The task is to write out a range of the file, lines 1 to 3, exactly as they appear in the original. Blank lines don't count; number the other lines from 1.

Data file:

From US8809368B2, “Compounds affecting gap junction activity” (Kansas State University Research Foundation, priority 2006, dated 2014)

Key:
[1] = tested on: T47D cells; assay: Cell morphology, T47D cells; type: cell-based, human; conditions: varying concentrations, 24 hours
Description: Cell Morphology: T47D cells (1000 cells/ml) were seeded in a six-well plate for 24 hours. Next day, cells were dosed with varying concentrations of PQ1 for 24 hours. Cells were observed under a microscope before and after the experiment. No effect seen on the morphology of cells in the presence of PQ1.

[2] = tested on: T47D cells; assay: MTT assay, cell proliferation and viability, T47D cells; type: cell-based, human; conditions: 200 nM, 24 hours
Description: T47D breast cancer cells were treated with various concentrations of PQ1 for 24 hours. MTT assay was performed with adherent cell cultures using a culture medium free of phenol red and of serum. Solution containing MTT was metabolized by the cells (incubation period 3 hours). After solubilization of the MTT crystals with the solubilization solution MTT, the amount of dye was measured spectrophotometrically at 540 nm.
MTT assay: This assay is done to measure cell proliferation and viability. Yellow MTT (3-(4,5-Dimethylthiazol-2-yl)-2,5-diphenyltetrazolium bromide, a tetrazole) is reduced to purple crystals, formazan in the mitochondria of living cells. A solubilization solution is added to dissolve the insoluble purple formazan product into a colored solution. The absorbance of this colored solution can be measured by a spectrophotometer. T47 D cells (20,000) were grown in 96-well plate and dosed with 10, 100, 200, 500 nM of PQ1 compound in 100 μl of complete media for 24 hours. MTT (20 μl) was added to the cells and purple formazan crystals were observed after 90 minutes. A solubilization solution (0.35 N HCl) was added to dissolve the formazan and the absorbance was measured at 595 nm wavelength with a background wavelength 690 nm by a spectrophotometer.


From US8809368B2, “Compounds affecting gap junction activity” (Kansas State University Research Foundation, priority 2006, dated 2014)

Key:
[1] = tested on: T47D cells; assay: Cell morphology, T47D cells; type: cell-based, human; conditions: varying concentrations, 24 hours